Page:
In computer security, a DMZ (sometimes referred to as a perimeter networking) is a physical or logical subnetwork that contains and exposes an organization’s external-facing services to a larger untrusted network, usually the Internet.
The purpose of a DMZ is to add an additional layer of security to an organization’s local area network (LAN); an external attacker only has access to equipment in the DMZ, rather than any other part of the network. The name is derived from the term “demilitarized zone”, an area between nation states in which military action is not permitted.
Most firewalls are network-level security devices, usually an appliance or an appliance in combination with network equipment. They are intended to provide a granular means of access control at a key point in a business network.
A common DMZ meaning is a subnetwork that sits between the public internet and private networks. It exposes external-facing services to untrusted networks and adds an extra layer of security to protect the sensitive data stored on internal networks, using firewalls to filter traffic.
It is ideally located between two firewalls, and the DMZ firewall setup ensures incoming network packets are observed by a firewall—or other security tools—before they make it through to the servers hosted in the DMZ.
This means that even if a sophisticated attacker is able to get past the first firewall, they must also access the hardened services in the DMZ before they can do damage to a business.
The end goal of a DMZ is to allow an organization to access untrusted networks, such as the internet, while ensuring its private network or LAN remains secure. Organizations typically store external-facing services and resources, as well as servers for the Domain Name System (DNS), File Transfer Protocol (FTP), mail, proxy, Voice over Internet Protocol (VoIP), and web servers, in the DMZA DMZ is intended to host systems that must be accessible to the Internet but in different ways than your internal network.
The degree of availability to the Internet at the network level is controlled by the firewall. The degree of availability to the Internet at the application level is controlled by software n really a combination of Web server, operating system, custom application, and often database software.
The DMZ typically allows restricted access from the Internet and from the internal network. Internal users must typically access systems within the DMZ to update information or to use data gathered or processed there.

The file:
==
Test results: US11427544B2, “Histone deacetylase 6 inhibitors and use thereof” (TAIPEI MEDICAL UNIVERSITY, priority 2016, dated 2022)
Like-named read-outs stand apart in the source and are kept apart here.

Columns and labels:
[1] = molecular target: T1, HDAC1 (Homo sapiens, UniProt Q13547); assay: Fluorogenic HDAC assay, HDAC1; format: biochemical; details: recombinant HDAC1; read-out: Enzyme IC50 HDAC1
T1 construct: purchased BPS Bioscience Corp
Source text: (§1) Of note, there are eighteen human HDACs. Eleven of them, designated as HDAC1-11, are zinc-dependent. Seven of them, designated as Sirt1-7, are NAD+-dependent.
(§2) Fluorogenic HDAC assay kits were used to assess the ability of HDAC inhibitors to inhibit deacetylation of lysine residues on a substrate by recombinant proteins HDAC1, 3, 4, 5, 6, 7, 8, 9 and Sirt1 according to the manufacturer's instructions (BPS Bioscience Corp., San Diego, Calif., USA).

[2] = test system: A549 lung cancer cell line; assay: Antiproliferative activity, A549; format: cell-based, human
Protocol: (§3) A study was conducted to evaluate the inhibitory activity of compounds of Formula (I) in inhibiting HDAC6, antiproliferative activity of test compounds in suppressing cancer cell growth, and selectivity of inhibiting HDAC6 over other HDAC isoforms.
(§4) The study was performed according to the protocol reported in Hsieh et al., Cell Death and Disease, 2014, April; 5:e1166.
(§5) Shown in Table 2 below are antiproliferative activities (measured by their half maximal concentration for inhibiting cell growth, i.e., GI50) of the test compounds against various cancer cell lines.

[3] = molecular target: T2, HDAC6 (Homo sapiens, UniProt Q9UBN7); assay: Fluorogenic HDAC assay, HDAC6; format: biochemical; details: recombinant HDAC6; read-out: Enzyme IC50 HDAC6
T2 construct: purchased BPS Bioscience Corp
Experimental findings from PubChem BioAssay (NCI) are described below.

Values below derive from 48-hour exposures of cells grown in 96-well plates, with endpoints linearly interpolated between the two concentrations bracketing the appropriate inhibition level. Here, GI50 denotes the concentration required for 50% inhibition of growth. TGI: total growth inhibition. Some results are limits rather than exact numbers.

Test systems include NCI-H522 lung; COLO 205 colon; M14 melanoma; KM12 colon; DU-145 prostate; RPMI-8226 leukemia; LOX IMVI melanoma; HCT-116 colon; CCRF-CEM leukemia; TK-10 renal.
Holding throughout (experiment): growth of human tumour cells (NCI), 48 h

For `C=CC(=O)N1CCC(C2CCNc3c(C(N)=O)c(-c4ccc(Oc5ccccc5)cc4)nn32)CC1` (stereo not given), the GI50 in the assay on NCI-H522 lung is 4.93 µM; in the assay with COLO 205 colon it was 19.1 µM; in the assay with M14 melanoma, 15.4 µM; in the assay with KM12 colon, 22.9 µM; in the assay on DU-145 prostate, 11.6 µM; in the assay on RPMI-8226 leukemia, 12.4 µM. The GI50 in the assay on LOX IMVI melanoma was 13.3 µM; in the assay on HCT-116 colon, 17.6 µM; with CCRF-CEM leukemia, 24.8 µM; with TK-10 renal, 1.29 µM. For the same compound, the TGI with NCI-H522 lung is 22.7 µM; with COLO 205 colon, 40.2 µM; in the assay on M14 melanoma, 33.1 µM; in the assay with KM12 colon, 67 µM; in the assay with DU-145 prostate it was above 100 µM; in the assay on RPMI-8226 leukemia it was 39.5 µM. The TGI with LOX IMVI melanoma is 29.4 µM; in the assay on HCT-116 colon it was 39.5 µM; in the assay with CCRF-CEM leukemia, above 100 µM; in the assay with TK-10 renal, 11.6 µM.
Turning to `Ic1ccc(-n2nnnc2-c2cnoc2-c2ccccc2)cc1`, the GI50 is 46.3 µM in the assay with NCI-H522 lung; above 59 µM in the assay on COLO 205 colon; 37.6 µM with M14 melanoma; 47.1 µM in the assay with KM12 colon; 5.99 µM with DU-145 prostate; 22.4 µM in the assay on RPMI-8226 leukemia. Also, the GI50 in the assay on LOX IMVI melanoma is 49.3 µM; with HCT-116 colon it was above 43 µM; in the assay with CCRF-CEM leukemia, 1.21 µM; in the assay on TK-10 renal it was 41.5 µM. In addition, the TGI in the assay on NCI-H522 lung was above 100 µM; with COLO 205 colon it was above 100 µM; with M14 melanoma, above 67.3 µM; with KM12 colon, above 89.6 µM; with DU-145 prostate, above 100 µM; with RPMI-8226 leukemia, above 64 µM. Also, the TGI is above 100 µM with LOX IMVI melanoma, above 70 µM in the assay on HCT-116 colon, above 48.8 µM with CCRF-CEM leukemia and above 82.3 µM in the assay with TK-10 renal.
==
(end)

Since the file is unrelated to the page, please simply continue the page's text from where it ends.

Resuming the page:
The DMZ is intended to allow the public access to information through the Internet, but in limited ways. But since there is exposure to the Internet and a world of ingenious people, there is an ever present risk that these systems can be compromised.
The impact of compromise is twofold: first, information on the exposed system(s) could be lost (i.e., copied, destroyed, or corrupted) and second, the system itself may be used as a platform for further attacks to sensitive internal systems.
To mitigate the first risk, the DMZ should allow access only through limited protocols (e.g., HTTP for normal Web access and HTTPS for encrypted Web access). Then the systems themselves must be configured carefully to provide protection through permissions, authentication mechanisms, careful programming, and sometimes encryption.
Think about what information your website or application will be gathering and storing. That is what can be lost if systems are compromised through common Web attacks such as an SQL injection, buffer overflows or incorrect permissions.
To mitigate the second risk, DMZ systems should not be trusted by systems deeper on the internal network. In other words, DMZ systems should know nothing about internal systems though some internal systems may know about DMZ systems.
In addition, DMZ access controls should not allow DMZ systems to initiate any connections further into the network. Instead, any contact to DMZ systems should be initiated by internal systems. If a DMZ system is compromised as an attack platform, the only systems visible to it should be other DMZ systems.
A dual firewall configuration entails deploying two firewalls with a DMZ between them is generally a more secure option. The first firewall only allows external traffic to the DMZ, and the second only allows traffic that goes from the DMZ into the internal network.
An attacker would have to compromise both firewalls to gain access to an organisation’s LAN.
Organizations can also fine-tune security controls for various network segments.
This means that an intrusion detection system (IDS) or intrusion prevention system (IPS) within a DMZ could be configured to block any traffic other than Hypertext Transfer Protocol Secure (HTTPS) requests to the Transmission Control Protocol (TCP) port 443.